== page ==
Piston Slap: Cracking the Code, Sans The (OBD-II) Code? (Part II)
TTAC commentator Igozoom writes:
I’ve been reading your postings for years and decided to actually share my (maddening) issues with you.
I have a 2006 Mazda3 S five-door (five-speed manual, 2.3-liter) that I purchased new in December 2005. It only has 101,000 miles on the clock but has had a few significant problems along the way despite regular maintenance. However, the most recent issue has me stumped.
Last week, I was driving home and ended up in gridlock. During this time, my check engine light came on. I did my old standby trick: disconnected the positive battery cable when I got home and the light stayed off after I reattached the battery the next morning. I’ve no idea what is causing the light to come on, but I’d really prefer to do everything I can if I can figure it out and fix it myself.
When I was researching an issue with my emissions test, I also read about another related issue: apparently, there’s a coolant temp sensor that’s prone to failure after the 10-year/100,000-mile mark. Should I start there first? The part is about $40 and it looks relatively simple to install, so I’m thinking about trying that.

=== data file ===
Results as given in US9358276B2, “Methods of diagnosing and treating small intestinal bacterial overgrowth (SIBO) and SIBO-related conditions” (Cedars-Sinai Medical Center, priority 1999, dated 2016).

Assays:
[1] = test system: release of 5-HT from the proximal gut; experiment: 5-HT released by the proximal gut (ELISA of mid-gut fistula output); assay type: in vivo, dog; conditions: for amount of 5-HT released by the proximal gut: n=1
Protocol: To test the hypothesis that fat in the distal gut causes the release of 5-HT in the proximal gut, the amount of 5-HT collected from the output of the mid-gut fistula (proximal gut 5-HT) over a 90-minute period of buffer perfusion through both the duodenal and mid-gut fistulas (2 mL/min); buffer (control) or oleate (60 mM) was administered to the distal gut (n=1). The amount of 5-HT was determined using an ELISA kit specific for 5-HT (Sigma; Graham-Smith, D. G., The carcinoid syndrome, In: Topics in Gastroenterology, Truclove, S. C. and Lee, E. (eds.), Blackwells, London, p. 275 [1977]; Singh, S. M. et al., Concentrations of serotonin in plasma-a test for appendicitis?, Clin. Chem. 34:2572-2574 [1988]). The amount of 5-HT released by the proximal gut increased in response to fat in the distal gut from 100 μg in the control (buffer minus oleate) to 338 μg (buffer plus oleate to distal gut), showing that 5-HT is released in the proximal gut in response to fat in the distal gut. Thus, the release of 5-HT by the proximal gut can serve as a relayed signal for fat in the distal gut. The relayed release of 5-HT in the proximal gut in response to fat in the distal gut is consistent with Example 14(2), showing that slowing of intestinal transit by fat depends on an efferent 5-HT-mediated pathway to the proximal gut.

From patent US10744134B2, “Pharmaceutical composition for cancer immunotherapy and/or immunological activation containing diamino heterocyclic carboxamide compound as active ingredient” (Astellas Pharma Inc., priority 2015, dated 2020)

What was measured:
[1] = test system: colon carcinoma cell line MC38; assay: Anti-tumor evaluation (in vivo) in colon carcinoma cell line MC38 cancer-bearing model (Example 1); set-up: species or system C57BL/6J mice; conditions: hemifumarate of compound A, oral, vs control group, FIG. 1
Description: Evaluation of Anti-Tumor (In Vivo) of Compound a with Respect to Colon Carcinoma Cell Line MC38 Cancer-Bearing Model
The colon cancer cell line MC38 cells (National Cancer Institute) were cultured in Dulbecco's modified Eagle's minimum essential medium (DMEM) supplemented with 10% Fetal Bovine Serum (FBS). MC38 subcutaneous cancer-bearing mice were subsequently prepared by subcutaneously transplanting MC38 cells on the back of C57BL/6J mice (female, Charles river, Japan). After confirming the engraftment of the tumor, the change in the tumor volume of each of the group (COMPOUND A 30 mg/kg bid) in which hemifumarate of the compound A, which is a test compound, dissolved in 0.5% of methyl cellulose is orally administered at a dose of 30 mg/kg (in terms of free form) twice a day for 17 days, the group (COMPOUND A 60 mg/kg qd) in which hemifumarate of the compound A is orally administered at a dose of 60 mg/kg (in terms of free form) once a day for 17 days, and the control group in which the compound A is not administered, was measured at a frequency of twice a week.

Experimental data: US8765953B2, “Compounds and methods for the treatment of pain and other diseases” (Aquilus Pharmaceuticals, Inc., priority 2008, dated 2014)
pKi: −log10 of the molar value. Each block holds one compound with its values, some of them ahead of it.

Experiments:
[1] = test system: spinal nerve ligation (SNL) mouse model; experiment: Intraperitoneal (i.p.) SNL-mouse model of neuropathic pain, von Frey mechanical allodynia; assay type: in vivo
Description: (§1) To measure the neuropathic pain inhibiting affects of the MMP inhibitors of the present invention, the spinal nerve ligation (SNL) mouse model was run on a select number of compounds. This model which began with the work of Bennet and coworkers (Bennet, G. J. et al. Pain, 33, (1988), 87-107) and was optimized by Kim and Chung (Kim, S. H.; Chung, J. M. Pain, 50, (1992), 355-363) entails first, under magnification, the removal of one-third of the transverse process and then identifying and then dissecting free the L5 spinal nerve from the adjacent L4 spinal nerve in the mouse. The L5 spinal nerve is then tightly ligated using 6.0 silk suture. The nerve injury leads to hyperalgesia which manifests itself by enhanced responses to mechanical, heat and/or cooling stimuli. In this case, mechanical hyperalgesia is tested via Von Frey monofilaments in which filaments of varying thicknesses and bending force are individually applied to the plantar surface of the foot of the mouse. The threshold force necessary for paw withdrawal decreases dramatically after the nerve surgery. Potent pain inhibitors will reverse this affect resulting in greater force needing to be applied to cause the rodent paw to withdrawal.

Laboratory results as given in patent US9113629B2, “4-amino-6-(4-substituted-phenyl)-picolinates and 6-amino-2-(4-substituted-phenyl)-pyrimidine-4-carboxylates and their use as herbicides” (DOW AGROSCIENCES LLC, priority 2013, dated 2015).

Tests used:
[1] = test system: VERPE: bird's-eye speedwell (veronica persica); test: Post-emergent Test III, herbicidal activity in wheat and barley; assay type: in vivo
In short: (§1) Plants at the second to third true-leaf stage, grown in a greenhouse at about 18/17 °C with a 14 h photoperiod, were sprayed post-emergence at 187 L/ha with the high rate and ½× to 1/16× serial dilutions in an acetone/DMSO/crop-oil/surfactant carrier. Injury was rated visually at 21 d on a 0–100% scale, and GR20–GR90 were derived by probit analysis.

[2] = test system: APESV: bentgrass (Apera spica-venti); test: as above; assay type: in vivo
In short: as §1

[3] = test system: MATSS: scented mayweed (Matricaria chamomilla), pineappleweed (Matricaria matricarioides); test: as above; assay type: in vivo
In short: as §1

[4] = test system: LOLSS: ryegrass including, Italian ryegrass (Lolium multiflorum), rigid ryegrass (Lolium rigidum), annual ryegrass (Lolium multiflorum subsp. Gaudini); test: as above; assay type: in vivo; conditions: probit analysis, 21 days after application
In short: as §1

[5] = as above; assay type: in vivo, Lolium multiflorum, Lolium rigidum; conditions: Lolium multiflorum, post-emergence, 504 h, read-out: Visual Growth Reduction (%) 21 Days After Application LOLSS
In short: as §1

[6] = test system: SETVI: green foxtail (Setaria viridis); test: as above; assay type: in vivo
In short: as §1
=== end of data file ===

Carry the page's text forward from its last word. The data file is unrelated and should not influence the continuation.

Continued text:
Where can I start to look for the sources of these problems before I spend the money for a mechanic to figure it out?
Igozoom, you seem like a cool dude and I thank you for reading my work.
Like I said over 6 years ago: forget about World Peace, everyone needs to talk in code. And it’s so simple.
Check it: a basic (engine) code scanner is dirt cheap and there’s an app for that. Or go to an Autozone type of place, that’ll generate code(s) for free. Once you get the code, Google it, research on a brand specific forum and email your boy [s]Sanjeev[/s] Sajeev so we can give infotainment to the people.
And son, if you ever throw parts at a problem a la “the part is about $40 and it looks relatively simple to install, so I’m thinking about that” without an error code, we’re gonna have a big problem. You never, ever throw parts at a problem unless we’re talkin’ about this:
No such excuses exist today!
[Image: Shutterstock user mattcabb]
Send your queries to email@example.com. Spare no details and ask for a speedy resolution if you’re in a hurry…but be realistic, and use your make/model specific forums instead of TTAC for more timely advice.
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